Antipsychotic Research Facts

'A person with schizophrenic or delusional disorder was more likely to be on polypharmacy (more than one psychotropic drug)  than a person
suffering from another type of disorder'

'For a patient prescribed more than one antipsychotic drug, the odds of also being prescribed a high dose were 41times those for a patient who was prescribed a single drug' (Lelliott et al. 2002)

of patients experience severe/very severe side effects. Rogers  (1993).

20% suffer from akathesia. Braude et al., (1983) 

5% of patients develop Tardive Dyskinesia in the first year.

15% of patients develop Tardive Dyskinesia within 3 years.

90% of patients diagnosed with TD resulting from typical neuroleptics. Crane, (1968).

Atypical drugs are reputed to result in a lower figure - TD being merely masked as when atypical is withdrawn the bodily disfigurements reappear.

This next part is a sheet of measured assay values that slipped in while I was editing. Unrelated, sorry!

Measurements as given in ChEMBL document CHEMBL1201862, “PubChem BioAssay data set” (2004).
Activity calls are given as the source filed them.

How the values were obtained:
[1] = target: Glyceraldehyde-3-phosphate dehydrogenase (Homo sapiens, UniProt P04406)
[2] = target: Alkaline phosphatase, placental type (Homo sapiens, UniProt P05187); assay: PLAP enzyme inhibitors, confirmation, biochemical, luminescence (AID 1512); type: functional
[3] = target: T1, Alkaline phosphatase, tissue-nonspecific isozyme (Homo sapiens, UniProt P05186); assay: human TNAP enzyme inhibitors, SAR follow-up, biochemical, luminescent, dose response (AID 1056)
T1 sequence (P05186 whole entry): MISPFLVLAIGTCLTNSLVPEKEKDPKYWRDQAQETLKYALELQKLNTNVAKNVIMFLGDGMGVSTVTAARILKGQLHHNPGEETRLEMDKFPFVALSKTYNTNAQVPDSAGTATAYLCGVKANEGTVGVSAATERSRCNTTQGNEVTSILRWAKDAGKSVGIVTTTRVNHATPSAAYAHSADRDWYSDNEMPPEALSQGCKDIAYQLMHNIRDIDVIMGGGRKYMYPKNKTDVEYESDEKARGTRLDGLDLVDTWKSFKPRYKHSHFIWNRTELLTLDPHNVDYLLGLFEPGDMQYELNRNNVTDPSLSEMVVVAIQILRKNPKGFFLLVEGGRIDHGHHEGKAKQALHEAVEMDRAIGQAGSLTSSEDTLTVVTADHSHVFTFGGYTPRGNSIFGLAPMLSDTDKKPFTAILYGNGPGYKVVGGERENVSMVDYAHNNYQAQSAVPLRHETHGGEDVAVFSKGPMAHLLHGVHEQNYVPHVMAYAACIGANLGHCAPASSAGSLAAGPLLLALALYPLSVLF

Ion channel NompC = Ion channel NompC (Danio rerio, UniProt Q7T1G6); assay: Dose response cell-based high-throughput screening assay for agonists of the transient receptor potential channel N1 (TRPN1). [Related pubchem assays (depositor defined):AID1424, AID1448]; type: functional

46% of patients experience persistent delusions. Curson, (1988)

32% of patients experience persistent auditory hallucinations. Curson (1988)

45% patients decide to stop treatment. Van Putten, (1974)

58% of patients 'relapse' on neuroleptic medication, Crow et al (1986).         

Known as Supersensitivity Psychosis

60- 80% of patients on depots, 'relapse' if the medication is discontinued, Johnson (1979).

Known as Tardive Psychosis.    

30% of patients are only minimally improved or can be clinically worse. Davies et al (1980)

20% of patients are unresponsive to neuroleptics.

47% of patients experience akathesia, dysphoria and emotional
flattening, Windgassen (1991).

50% higher rates suicide with neuroleptic medication, Markowe, et al. (1967)
Fatalities from heart problems increase and death in heat waves is common.
Life span on neuroleptics reduced by 10 –15 years.